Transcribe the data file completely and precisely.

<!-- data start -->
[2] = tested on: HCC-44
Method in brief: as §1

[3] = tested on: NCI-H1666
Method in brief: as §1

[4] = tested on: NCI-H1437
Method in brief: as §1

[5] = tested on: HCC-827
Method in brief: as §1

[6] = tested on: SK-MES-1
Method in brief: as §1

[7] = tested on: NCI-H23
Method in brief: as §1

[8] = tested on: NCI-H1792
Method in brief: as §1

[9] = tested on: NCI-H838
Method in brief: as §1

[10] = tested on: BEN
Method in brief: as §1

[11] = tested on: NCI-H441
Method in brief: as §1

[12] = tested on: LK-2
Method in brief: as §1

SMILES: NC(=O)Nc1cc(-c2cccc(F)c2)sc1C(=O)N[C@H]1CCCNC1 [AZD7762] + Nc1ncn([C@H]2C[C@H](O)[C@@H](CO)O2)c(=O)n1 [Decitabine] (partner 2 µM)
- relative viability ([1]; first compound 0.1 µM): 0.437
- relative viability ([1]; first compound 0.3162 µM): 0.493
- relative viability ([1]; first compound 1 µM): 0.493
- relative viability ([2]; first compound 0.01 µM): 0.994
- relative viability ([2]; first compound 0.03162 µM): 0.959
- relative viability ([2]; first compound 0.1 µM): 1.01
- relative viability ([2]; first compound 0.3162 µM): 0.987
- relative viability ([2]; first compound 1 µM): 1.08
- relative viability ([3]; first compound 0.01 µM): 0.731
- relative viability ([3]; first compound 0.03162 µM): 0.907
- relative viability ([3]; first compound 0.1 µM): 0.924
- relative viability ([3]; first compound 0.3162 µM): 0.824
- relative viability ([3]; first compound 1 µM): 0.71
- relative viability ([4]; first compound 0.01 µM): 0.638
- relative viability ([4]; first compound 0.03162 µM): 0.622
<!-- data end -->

[2] = tested on: HCC-44
Method in brief: as §1

[3] = tested on: NCI-H1666
Method in brief: as §1

[4] = tested on: NCI-H1437
Method in brief: as §1

[5] = tested on: HCC-827
Method in brief: as §1

[6] = tested on: SK-MES-1
Method in brief: as §1

[7] = tested on: NCI-H23
Method in brief: as §1

[8] = tested on: NCI-H1792
Method in brief: as §1

[9] = tested on: NCI-H838
Method in brief: as §1

[10] = tested on: BEN
Method in brief: as §1

[11] = tested on: NCI-H441
Method in brief: as §1

[12] = tested on: LK-2
Method in brief: as §1

SMILES: NC(=O)Nc1cc(-c2cccc(F)c2)sc1C(=O)N[C@H]1CCCNC1 [AZD7762] + Nc1ncn([C@H]2C[C@H](O)[C@@H](CO)O2)c(=O)n1 [Decitabine] (partner 2 µM)
- relative viability ([1]; first compound 0.1 µM): 0.437
- relative viability ([1]; first compound 0.3162 µM): 0.493
- relative viability ([1]; first compound 1 µM): 0.493
- relative viability ([2]; first compound 0.01 µM): 0.994
- relative viability ([2]; first compound 0.03162 µM): 0.959
- relative viability ([2]; first compound 0.1 µM): 1.01
- relative viability ([2]; first compound 0.3162 µM): 0.987
- relative viability ([2]; first compound 1 µM): 1.08
- relative viability ([3]; first compound 0.01 µM): 0.731
- relative viability ([3]; first compound 0.03162 µM): 0.907
- relative viability ([3]; first compound 0.1 µM): 0.924
- relative viability ([3]; first compound 0.3162 µM): 0.824
- relative viability ([3]; first compound 1 µM): 0.71
- relative viability ([4]; first compound 0.01 µM): 0.638
- relative viability ([4]; first compound 0.03162 µM): 0.622